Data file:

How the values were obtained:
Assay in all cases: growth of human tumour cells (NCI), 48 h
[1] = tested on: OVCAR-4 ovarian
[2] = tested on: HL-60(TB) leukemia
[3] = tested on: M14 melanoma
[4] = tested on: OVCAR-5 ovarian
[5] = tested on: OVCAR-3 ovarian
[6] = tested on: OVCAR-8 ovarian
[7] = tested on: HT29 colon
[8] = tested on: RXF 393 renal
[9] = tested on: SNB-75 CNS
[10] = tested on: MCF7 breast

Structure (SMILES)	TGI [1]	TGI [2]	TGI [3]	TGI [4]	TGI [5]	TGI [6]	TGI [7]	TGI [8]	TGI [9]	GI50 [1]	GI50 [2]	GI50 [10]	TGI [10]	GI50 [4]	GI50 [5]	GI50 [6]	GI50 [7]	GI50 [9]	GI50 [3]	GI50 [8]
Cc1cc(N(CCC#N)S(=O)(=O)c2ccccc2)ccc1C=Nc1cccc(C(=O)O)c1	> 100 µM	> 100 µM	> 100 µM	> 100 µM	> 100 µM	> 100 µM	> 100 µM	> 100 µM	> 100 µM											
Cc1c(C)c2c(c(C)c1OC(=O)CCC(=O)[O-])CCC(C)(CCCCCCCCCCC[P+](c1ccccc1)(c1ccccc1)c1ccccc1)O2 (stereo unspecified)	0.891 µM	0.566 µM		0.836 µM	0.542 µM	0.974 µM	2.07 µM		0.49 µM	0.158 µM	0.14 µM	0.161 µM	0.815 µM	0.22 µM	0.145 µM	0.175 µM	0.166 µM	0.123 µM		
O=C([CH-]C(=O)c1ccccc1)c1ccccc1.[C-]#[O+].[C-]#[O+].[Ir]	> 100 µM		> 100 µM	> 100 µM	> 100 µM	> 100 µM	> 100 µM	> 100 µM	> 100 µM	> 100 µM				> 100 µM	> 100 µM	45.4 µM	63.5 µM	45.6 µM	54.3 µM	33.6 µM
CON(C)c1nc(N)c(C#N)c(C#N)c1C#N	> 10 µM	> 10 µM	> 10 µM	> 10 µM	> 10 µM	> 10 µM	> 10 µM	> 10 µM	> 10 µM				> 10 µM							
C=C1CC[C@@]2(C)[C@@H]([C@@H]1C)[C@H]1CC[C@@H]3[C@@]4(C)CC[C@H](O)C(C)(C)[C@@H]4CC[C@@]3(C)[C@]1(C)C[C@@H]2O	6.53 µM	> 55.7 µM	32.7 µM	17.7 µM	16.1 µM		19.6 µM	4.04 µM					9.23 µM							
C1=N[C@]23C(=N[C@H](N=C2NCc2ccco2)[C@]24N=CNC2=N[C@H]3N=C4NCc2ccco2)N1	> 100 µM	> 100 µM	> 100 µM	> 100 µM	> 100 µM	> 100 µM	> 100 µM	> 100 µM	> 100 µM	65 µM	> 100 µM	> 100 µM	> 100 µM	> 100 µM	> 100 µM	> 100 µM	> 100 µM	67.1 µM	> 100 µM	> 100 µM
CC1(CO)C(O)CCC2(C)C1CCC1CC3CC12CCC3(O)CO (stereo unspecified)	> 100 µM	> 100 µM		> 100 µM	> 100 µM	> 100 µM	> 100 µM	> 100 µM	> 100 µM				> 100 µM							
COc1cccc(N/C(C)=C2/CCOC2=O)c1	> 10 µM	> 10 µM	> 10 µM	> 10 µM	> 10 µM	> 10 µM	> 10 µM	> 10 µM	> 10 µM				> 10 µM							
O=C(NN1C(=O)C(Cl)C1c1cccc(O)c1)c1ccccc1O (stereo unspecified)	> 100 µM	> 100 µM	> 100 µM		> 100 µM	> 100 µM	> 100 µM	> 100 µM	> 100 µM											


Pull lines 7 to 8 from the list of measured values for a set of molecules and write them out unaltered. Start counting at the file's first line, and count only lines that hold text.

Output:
[5] = tested on: OVCAR-3 ovarian
[6] = tested on: OVCAR-8 ovarian